Gego: Measuring Infinity
Gego, or Gertrud Goldschmidt (b. 1912, Hamburg; d. 1994, Caracas), first trained as an architect and engineer at the Technische Hochschule Stuttgart (now Universität Stuttgart). Fleeing Nazi persecution in 1939, she immigrated to Venezuela, where she settled permanently, fully embarking on an artistic career in the 1950s that would span more than four decades. In two- and three-dimensional works across a variety of mediums, Gego explored the relationship between line, space, and volume. Her practice in the related fields of architecture, design, and teaching complemented those investigations.
This exhibition is the first major museum retrospective of Gego’s work to be presented in the United States since 2005, offering a fully integrated view of the influential German-Venezuelan artist and her distinctive approach to the language of abstraction. Across five ramps of the Solomon R. Guggenheim Museum’s rotunda, the chronological and thematic survey features nearly 200 works from the early 1950s through the early 1990s, including sculptures, drawings, prints, textiles, and artist’s books, alongside photographic images of installations and public works, sketches, publications, and letters.
Gego is one of the most significant artists to emerge from Latin America during the second half of the twentieth century, yet her work remains lesser known in the United States. Examining the formal and conceptual contributions she made through her organic forms, linear structures, and systematic spatial investigations, Gego: Measuring Infinity grounds Gego’s practice in the artistic contexts of Latin America that flourished over the course of her lengthy career, considering the artist’s intersections with—and departures from—key transnational art movements such as geometric abstraction and Kinetic art. Gego put forth radical ideas through her intensive investigations of structural systems: transparency, tension, fragility, spatial relations, and the optical effects of motion are all methodically addressed in her singular body of work. Tracing a markedly individual artistic path, Gego defied categorization. This long-overdue retrospective builds upon the Guggenheim Museum’s legacy of presenting groundbreaking modern and contemporary solo survey exhibitions in a global context that champion nonobjective art.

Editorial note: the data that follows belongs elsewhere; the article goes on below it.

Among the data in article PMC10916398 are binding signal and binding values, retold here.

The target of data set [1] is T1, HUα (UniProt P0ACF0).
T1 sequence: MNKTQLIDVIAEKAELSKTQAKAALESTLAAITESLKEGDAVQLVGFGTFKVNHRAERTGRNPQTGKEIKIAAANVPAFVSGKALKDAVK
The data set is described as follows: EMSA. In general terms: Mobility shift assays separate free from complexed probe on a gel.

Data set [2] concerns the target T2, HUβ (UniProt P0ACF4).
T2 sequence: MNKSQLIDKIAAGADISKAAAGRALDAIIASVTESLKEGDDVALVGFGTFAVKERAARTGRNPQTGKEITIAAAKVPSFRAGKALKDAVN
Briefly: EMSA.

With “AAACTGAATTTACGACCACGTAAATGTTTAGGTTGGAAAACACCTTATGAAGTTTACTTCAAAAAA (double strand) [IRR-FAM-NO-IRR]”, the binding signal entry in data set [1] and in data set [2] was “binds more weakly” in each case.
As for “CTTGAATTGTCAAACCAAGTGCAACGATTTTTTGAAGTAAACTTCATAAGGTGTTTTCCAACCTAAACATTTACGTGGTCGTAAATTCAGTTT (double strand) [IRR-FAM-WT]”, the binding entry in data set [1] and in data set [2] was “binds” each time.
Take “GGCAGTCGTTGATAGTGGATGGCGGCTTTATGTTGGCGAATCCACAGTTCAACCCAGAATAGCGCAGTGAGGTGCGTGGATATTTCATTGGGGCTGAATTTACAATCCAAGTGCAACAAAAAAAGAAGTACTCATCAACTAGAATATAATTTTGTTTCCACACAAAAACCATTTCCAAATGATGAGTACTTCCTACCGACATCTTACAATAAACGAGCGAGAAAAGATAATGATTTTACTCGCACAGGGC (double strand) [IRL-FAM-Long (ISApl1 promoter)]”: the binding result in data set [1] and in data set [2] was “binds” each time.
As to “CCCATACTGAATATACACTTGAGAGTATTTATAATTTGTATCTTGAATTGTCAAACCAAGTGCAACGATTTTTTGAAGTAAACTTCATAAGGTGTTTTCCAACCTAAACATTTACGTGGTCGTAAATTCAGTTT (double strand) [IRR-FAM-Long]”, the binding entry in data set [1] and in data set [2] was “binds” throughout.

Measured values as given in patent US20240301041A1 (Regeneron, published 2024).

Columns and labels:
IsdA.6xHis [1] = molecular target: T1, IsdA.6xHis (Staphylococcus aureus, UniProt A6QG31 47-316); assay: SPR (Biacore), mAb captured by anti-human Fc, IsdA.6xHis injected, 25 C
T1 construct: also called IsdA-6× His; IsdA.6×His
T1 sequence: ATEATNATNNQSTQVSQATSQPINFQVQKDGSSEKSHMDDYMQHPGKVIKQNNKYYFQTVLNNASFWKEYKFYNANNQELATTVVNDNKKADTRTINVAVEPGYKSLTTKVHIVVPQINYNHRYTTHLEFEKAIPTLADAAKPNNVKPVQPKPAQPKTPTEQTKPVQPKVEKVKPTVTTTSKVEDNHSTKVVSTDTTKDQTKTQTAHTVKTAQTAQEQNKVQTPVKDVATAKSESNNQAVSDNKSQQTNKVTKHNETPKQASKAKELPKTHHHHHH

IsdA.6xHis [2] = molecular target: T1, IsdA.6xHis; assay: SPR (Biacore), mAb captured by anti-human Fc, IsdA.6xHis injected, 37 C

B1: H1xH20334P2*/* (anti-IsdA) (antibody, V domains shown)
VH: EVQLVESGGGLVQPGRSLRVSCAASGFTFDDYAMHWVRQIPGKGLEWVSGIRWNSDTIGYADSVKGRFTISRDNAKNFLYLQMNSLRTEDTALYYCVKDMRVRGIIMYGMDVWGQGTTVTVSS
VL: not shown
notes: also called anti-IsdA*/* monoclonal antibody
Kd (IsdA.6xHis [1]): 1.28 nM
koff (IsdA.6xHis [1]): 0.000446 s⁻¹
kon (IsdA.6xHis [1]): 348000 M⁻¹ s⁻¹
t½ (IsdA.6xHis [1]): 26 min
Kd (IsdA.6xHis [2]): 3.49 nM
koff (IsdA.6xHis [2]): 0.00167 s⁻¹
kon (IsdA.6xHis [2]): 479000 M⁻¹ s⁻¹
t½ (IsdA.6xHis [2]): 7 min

This presentation of Gego: Measuring Infinity is cocurated by Pablo León de la Barra, Curator at Large, Latin America, Solomon R. Guggenheim Museum and Foundation, New York, and Geaninne Gutiérrez-Guimarães, Associate Curator, Guggenheim Museum Bilbao, and Solomon R. Guggenheim Museum and Foundation, New York.
The museum is thankful for the close collaboration and support of the Fundación Gego, led by its directors, Tomás and Barbara Gunz, who fully endorsed this exhibition. Additionally, the museum expresses gratitude to the staff and board of the Fundación Gego, which generously provided unrestricted access to its collection and archives.
Gego: Measuring Infinity is organized by the Solomon R. Guggenheim Museum, New York; Museo Jumex, Mexico City; and Museu de Arte de São Paulo Assis Chateaubriand—MASP. The exhibition was developed by Julieta González, Artistic Director, Instituto Inhotim, Brumadinho, Brazil; Geaninne Gutiérrez-Guimarães, Associate Curator, Guggenheim Museum Bilbao, and Solomon R. Guggenheim Museum and Foundation, New York; and Pablo León de la Barra, Curator at Large, Latin America, Solomon R. Guggenheim Museum and Foundation, New York; in collaboration with Tanya Barson, former Chief Curator, Museu d’Art Contemporani de Barcelona, and Michael Wellen, Senior Curator, International Art, Tate Modern, London.
The Leadership Committee for Gego: Measuring Infinity is gratefully acknowledged for its generosity, with special thanks to Clarissa Alcock and Edgar Bronfman, Jr., Chairs, as well as Edlis-Neeson Foundation, Dominique Lévy and Brett Gorvy, Catherine Petitgas, Estrellita and Daniel Brodsky, Adriana Batan Rocca, Peter Bentley Brandt, Maria Belen Avellaneda-Kantt, Alice and Nahum Lainer, Sicardi Ayers Bacino, Ana Julia Thomson de Zuloaga, and The Evelyn Toll Family Foundation.
Funding is also generously provided by the Kate Cassidy Foundation, the David Berg Foundation, the Kaleta A. Doolin Foundation, the Diane and Bruce Halle Foundation, and Henry Moore Foundation.
Significant support is provided by National Endowment for the Arts. Additional funding is provided by the Solomon R. Guggenheim Museum’s Latin American Circle.